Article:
***Reader discretion is advised. If you are new to this blog, I recommend skipping to a slightly more palatable post, such as The Operating Room. ***
In the operating room, my attending lifted the drape from the patient’s eye and said, “Ugh!”
It was a dead eye in a living man: the cornea obscured with dark storm-clouds, the sclera yellow and decaying. It had not seen light in many decades.
I stepped forward, looked down at the eye, and shrugged my shoulders. The attending surgeon grinned as he leaned toward the resident, whispering loudly: “It doesn’t bother her.”
For the first enucleation (eye removal) of the day, I tried to stop the bleeding from the central retinal artery, but my index finger was too small – or rather, “petite,” as my attending described it. Blood overflowed from the depths of the eye socket and spilled onto the patient’s ear. My attending graciously took over. (“Not that you aren’t doing a good job,” he said reassuringly.)
For the second enucleation procedure of the day (on a different patient), I held the scissors in my hand while my attending lifted the otherwise severed eyeball. With a deep breath, I snipped the optic nerve and surrounding vessels before inserting both my index and middle fingers into the orbit. It was a strange, otherworldly sensation: arm held steady in midair, fingers deep in a stranger’s skull, my bones protesting the tight quarters with jagged edges.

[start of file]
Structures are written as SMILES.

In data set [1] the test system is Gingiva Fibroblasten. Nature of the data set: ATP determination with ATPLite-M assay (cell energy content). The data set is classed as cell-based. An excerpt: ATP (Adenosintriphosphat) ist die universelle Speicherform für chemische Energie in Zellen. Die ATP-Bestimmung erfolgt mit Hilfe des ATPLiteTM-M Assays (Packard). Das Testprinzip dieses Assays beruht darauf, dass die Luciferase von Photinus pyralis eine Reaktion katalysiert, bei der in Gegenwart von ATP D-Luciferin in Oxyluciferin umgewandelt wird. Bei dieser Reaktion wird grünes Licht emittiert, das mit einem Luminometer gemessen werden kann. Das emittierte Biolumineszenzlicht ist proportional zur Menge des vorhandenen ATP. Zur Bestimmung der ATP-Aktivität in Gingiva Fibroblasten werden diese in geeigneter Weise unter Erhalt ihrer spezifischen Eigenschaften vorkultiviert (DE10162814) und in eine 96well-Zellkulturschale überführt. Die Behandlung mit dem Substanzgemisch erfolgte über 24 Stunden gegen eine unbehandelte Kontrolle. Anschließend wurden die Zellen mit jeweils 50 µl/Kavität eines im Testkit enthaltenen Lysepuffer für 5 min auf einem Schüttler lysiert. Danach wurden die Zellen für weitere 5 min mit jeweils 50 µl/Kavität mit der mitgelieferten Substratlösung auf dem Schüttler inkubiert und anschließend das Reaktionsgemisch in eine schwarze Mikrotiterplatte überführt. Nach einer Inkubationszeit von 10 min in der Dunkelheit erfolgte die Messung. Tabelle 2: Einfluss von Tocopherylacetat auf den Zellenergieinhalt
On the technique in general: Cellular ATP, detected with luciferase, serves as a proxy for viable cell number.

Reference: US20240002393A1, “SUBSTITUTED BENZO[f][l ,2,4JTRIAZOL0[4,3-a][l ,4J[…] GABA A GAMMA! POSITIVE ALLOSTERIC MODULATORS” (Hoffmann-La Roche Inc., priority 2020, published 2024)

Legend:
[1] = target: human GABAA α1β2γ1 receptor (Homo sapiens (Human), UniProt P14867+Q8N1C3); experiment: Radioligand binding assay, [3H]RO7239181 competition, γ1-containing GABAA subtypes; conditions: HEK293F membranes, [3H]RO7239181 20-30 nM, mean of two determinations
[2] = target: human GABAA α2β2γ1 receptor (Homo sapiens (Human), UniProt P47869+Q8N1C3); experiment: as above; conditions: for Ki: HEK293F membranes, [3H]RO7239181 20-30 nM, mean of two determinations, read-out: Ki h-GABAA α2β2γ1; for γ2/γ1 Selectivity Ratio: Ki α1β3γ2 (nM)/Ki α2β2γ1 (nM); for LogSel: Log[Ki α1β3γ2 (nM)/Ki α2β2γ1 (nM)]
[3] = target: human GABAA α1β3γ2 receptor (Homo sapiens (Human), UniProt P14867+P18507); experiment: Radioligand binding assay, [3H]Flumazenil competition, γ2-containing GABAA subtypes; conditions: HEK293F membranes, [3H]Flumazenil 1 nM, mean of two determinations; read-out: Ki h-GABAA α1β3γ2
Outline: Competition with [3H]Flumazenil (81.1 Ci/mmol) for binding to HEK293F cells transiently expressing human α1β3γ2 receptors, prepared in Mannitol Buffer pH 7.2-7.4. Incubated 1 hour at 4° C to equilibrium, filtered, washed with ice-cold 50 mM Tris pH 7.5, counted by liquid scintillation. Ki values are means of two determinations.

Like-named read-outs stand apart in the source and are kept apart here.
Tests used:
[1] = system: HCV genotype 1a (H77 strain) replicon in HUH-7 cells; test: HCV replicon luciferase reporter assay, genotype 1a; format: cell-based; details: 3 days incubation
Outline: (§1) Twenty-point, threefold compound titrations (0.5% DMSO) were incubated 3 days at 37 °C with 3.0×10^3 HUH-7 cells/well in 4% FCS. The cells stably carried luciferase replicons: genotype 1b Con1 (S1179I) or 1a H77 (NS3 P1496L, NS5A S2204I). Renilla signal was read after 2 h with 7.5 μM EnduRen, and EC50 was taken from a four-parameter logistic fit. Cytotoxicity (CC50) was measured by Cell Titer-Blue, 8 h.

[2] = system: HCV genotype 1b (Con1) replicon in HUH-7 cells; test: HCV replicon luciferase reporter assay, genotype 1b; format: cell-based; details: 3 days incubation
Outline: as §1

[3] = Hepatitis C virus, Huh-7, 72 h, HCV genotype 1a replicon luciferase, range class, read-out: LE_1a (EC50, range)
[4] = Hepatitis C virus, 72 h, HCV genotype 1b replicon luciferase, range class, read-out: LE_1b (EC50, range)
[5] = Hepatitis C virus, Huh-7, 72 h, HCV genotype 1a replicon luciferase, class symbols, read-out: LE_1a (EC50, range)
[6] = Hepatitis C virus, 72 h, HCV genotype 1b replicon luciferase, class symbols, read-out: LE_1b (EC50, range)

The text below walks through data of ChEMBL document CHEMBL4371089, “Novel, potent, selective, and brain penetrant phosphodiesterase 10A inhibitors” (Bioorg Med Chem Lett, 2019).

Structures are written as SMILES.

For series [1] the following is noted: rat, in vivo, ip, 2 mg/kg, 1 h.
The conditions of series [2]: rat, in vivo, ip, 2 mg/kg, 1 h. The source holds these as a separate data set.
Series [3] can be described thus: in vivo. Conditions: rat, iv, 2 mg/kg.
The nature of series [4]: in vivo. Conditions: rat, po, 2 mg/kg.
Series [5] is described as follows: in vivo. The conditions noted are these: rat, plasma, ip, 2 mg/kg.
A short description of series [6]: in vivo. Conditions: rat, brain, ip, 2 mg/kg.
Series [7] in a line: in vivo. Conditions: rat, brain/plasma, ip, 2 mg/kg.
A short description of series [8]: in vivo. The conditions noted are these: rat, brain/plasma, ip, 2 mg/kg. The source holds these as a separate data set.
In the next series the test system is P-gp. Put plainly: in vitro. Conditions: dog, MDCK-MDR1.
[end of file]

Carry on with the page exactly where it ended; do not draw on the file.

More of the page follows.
“Do you feel the arterial pulsations?” the attending asked me.
I nodded. “You know in the newborn nursery, where you let a baby suck on your finger to help them stop crying? It feels sort of like that.”
I held pressure for three long minutes. When the attending asked me to remove my fingers, I did so with some difficulty. Both the attending and resident were silent for a brief moment as they stared inside the empty orbit. The bleeding had stopped entirely.
“Well, I haven’t seen that in a while!” said the attending, grinning widely behind his surgical mask.
While the operating room staff seemed impressed at how well the bleeding had stopped, I was even more relieved about something else. For the first time in several weeks, since I watched a patient die on a different rotation, I had looked blood in the eye (no pun intended), shrugged my shoulders at its ubiquity, and conquered it. Even when the eye was yellow and lifeless, invoking memories of that other patient’s gaze as I pounded into his chest, my primary emotion during this procedure was neither panic nor grief. It was wonder.
The thrill of the operating room is something to behold.